09. Jan 18

Berliner Testament – Final heir able to reclaim gifts

A joint spousal will has a strong binding effect and can potentially affect gifts made by the surviving spouse, as demonstrated by a ruling of the Oberlandesgericht (OLG) Hamm [Higher Regional Court of Hamm].

A type of will known as a “Berliner Testament” (“Berlin will” in English) is popular among married couples. Spouses can use this to mutually appoint each other as sole heirs and typically their children as final heirs. The snag when it comes to a joint spousal will is its strong binding effect. We at the commercial law firm GRP Rainer Rechtsanwälte note that the surviving partner is bound by the joint provisions, even after the death of the first spouse, and can no longer unilaterally alter these if no provisions allowing for this were agreed.

This strong binding effect can also affect gifts made by the surviving spouse. It may be possible for the final heir as defined in the joint spousal will to reclaim these gifts, as shown by a judgment of the Oberlandesgericht Hamm from September 12, 2017 (Az.: 10 U 75/16).

In the instant case, a married couple had appointed their son as final heir in their joint spousal will. Several years after the death of his wife, the husband moved in together with another woman. At the behest of his father, the son agreed with said woman to a lifelong right of residence in relation to the father’s house on condition that she care for the father and not avail herself of any claims to own the house. Additionally, the father also assigned the woman various items of property amounting to a total value in the region of 250,000 euros. Following the death of his father, the son in his capacity as final heir sued for the surrender of these assets and justified this by contending that the donations as part of his inheritance were detrimental gifts which needed to be reversed.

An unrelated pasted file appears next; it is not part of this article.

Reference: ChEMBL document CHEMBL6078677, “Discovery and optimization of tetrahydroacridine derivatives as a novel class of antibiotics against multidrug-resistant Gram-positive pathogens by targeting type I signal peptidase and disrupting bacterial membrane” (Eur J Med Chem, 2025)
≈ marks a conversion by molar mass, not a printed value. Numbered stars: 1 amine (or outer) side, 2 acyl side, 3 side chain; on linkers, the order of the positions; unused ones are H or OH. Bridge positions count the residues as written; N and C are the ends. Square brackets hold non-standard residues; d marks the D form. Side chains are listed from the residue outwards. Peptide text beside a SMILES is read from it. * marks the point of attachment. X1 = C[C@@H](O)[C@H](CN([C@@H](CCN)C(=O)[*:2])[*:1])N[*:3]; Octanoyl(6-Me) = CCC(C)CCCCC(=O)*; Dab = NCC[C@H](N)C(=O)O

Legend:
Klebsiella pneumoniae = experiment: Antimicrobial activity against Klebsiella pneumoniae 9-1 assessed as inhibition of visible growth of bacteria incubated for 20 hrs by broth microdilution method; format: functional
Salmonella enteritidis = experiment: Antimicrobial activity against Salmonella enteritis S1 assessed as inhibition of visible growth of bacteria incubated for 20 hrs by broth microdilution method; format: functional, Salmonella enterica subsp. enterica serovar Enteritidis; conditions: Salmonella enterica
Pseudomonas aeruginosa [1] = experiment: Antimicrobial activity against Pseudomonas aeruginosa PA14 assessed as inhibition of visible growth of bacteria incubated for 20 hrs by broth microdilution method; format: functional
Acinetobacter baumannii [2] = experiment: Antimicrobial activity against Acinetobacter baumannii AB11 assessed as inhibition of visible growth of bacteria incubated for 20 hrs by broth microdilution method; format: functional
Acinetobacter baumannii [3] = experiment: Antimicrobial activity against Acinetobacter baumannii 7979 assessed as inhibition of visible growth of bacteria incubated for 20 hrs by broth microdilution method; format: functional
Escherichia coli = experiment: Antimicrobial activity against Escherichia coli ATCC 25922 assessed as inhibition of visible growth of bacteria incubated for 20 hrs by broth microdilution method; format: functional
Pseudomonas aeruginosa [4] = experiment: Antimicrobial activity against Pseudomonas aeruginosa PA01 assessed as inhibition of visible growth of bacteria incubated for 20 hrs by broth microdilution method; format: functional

The OLG granted the claim, ruling that the testator in gifting the assets in question to the woman had compromised his son’s expected inheritance. The Court held, however, that the father had been obliged to be mindful of his son’s appointment as final heir in the will, and that the former was bound by the relevant joint provisions. It went on to say that the testator had no reasonable interest in the gifts made during his lifetime, particularly as the woman had enjoyed free board and lodging living with him anyway.

It is always possible for disputes to arise, even if there is a will. Lawyers who are experienced in the field of succession law can advise on matters pertaining to wills and contracts of inheritance.

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